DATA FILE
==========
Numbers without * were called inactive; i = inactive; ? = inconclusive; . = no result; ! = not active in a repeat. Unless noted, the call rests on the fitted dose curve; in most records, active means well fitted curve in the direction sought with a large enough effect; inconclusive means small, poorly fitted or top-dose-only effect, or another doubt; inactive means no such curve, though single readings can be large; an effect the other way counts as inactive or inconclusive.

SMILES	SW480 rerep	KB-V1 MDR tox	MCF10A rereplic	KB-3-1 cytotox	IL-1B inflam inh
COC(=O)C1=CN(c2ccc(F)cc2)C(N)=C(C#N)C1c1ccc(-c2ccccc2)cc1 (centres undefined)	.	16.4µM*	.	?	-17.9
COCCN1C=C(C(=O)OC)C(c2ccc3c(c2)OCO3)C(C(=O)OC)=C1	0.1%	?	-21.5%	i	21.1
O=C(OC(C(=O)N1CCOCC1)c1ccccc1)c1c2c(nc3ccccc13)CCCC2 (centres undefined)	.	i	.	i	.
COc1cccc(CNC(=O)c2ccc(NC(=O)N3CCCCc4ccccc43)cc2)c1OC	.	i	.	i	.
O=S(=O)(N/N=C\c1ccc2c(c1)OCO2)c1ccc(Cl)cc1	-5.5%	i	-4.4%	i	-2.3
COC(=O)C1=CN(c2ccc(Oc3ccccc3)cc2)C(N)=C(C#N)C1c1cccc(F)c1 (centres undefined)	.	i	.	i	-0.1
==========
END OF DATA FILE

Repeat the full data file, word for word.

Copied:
Numbers without * were called inactive; i = inactive; ? = inconclusive; . = no result; ! = not active in a repeat. Unless noted, the call rests on the fitted dose curve; in most records, active means well fitted curve in the direction sought with a large enough effect; inconclusive means small, poorly fitted or top-dose-only effect, or another doubt; inactive means no such curve, though single readings can be large; an effect the other way counts as inactive or inconclusive.

SMILES	SW480 rerep	KB-V1 MDR tox	MCF10A rereplic	KB-3-1 cytotox	IL-1B inflam inh
COC(=O)C1=CN(c2ccc(F)cc2)C(N)=C(C#N)C1c1ccc(-c2ccccc2)cc1 (centres undefined)	.	16.4µM*	.	?	-17.9
COCCN1C=C(C(=O)OC)C(c2ccc3c(c2)OCO3)C(C(=O)OC)=C1	0.1%	?	-21.5%	i	21.1
O=C(OC(C(=O)N1CCOCC1)c1ccccc1)c1c2c(nc3ccccc13)CCCC2 (centres undefined)	.	i	.	i	.
COc1cccc(CNC(=O)c2ccc(NC(=O)N3CCCCc4ccccc43)cc2)c1OC	.	i	.	i	.
O=S(=O)(N/N=C\c1ccc2c(c1)OCO2)c1ccc(Cl)cc1	-5.5%	i	-4.4%	i	-2.3
COC(=O)C1=CN(c2ccc(Oc3ccccc3)cc2)C(N)=C(C#N)C1c1cccc(F)c1 (centres undefined)	.	i	.	i	-0.1